If it is true that 1967 marked the last major fighting that saw casualties on both sides, it was not, however, the last incident of a shot being fired on the contested boundary.
That would happen eight years later, when a patrol of Assam Rifles jawans was ambushed by the Chinese at Tulung La in Arunachal Pradesh. Four were killed.
The Indian government maintained that the Chinese had crossed the Line of Actual Control (LAC) and ambushed the patrol on October 20, 1975. The Chinese denied this and blamed India for the incident.
The Ministry of Foreign Affairs in Beijing accused the patrol of crossing the LAC and firing at a Chinese post. The Ministry handed a protest note on October 22 to the Charge d’Affaires of the Indian embassy in Beijing describing China’s actions as “a self defence response”, according to a November 3 report in the French newspaper Le Monde.The report said India recovered their bodies a week later on October 28.
A U.S. State Department cable from 1975 noted India’s view that the “Chinese ambush was sprung 500 metres south of Tulung La” and took place on Indian territory. It quoted a senior Indian military intelligence officer as saying on November 5 the border there was very clear, marked by a distinctive shale cliff. He said China had moved up a company to the pass and detached a platoon which erected stone walls on India’s side of the pass, and from there fired several hundred rounds at the patrol. Four of the patrol had gone into a leading position, while two others, who escaped, had stayed behind. The officer said the patrol was routine and had been in the area several times before.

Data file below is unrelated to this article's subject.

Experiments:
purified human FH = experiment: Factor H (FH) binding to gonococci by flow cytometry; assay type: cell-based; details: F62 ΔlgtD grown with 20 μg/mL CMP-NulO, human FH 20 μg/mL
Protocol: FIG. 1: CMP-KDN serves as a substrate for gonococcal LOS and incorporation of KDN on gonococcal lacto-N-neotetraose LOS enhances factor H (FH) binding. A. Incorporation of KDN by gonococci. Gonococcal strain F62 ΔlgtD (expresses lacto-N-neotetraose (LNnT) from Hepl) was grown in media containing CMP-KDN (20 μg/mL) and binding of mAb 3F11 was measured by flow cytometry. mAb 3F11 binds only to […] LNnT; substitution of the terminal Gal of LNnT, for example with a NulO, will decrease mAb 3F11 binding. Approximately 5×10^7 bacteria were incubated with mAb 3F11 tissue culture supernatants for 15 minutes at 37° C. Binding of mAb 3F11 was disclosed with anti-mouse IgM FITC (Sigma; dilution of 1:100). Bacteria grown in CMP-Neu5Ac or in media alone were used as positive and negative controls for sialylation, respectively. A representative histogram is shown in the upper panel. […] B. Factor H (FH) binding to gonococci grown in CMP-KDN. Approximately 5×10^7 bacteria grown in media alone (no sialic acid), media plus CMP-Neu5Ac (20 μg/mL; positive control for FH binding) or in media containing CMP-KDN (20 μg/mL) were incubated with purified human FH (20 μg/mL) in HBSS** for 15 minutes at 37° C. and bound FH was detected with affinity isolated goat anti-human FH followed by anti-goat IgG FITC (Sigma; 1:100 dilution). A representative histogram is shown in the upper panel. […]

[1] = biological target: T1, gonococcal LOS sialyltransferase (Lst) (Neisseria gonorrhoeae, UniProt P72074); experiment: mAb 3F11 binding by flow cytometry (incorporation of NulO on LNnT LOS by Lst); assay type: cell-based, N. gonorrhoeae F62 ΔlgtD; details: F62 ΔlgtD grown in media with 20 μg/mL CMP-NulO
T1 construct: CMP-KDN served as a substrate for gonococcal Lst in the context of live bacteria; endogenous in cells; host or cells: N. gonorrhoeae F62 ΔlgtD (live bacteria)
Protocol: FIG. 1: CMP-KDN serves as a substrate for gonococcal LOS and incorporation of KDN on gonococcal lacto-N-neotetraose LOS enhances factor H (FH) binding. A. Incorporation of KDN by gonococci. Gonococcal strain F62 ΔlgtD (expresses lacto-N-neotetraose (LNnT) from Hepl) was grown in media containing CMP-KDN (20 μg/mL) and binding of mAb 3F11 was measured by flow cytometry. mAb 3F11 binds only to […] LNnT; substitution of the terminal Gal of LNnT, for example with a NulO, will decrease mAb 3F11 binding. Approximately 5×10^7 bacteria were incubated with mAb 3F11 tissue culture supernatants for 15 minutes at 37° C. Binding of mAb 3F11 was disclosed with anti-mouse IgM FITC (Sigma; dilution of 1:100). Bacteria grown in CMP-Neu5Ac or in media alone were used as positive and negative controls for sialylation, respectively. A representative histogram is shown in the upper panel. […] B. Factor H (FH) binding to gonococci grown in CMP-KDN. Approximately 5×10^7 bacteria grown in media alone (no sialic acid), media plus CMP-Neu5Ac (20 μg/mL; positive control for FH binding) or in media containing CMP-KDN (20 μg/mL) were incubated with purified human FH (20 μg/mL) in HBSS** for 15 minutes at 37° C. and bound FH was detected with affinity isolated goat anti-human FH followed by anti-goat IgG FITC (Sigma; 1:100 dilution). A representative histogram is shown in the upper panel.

The cable noted that Tulung La was among the more remote passes in the region, a few dozen kilometres from Bum La and Tawang. It noted China had used the pass during the 1962 war as a channel to send its troops down to Bomdi La, to defeat the Indian resistance there to their offensive.
“Although the Chinese appear to be following their policy of enforcing the status quo with respect to the LAC pending negotiations,” the cable concluded, “they apparently still lay claim to Arunachal Pradesh down to the foothills”.
Bloodless clashes have erupted after 1967 with both sides quick to de-escalate friction to avert another war. In 1996 both sides agreed not to use firearms in the area.
Tensions rose again in 2017 when Beijing began building a road into Bhutan, an area New Delhi considers a buffer zone. In a tense stand-off, Indian and Chinese troops threw rocks at each other as a precursor to the current situation.